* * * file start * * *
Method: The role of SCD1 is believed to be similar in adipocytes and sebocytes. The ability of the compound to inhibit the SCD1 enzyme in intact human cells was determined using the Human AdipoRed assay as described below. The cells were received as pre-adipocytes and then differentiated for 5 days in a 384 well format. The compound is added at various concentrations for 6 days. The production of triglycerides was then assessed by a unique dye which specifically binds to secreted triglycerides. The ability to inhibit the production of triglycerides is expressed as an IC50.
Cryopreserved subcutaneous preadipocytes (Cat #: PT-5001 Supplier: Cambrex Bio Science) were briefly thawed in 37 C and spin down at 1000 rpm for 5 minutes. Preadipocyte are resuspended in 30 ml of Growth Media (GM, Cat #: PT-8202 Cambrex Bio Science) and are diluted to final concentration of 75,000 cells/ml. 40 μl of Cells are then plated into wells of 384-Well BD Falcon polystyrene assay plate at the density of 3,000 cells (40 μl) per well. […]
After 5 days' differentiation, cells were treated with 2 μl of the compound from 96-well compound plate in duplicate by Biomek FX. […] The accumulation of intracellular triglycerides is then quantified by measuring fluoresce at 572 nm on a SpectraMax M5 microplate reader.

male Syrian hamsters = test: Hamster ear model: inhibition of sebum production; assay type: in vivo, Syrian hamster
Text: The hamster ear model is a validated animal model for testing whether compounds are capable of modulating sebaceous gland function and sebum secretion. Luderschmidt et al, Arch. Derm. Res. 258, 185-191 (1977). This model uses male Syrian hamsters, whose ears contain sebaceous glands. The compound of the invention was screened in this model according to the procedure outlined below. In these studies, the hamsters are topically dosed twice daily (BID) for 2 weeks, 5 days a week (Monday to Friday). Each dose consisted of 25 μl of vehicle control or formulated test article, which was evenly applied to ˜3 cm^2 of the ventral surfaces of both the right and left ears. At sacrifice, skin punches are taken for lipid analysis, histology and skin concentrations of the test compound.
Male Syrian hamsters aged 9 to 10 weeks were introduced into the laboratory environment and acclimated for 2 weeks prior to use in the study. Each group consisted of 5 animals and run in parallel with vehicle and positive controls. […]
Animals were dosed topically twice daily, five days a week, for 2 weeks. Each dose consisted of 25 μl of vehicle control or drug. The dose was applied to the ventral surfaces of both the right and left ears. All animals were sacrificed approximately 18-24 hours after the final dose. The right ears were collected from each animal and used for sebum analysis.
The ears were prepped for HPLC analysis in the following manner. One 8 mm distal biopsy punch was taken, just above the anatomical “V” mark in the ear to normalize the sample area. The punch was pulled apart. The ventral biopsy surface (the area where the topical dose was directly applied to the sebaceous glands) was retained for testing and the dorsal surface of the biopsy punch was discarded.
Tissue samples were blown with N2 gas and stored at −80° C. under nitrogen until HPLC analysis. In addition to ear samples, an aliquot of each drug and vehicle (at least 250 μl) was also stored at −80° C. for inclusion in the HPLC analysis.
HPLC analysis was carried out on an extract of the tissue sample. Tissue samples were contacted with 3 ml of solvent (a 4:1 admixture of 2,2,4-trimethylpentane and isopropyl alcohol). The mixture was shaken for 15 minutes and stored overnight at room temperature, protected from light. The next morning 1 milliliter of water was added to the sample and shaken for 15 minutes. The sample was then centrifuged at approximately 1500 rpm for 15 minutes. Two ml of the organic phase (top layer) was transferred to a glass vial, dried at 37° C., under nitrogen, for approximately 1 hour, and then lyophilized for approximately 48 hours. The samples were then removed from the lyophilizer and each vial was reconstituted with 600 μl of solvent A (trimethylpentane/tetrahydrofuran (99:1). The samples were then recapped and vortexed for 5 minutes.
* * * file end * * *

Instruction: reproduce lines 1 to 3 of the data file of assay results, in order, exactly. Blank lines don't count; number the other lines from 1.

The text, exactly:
Method: The role of SCD1 is believed to be similar in adipocytes and sebocytes. The ability of the compound to inhibit the SCD1 enzyme in intact human cells was determined using the Human AdipoRed assay as described below. The cells were received as pre-adipocytes and then differentiated for 5 days in a 384 well format. The compound is added at various concentrations for 6 days. The production of triglycerides was then assessed by a unique dye which specifically binds to secreted triglycerides. The ability to inhibit the production of triglycerides is expressed as an IC50.
Cryopreserved subcutaneous preadipocytes (Cat #: PT-5001 Supplier: Cambrex Bio Science) were briefly thawed in 37 C and spin down at 1000 rpm for 5 minutes. Preadipocyte are resuspended in 30 ml of Growth Media (GM, Cat #: PT-8202 Cambrex Bio Science) and are diluted to final concentration of 75,000 cells/ml. 40 μl of Cells are then plated into wells of 384-Well BD Falcon polystyrene assay plate at the density of 3,000 cells (40 μl) per well. […]
After 5 days' differentiation, cells were treated with 2 μl of the compound from 96-well compound plate in duplicate by Biomek FX. […] The accumulation of intracellular triglycerides is then quantified by measuring fluoresce at 572 nm on a SpectraMax M5 microplate reader.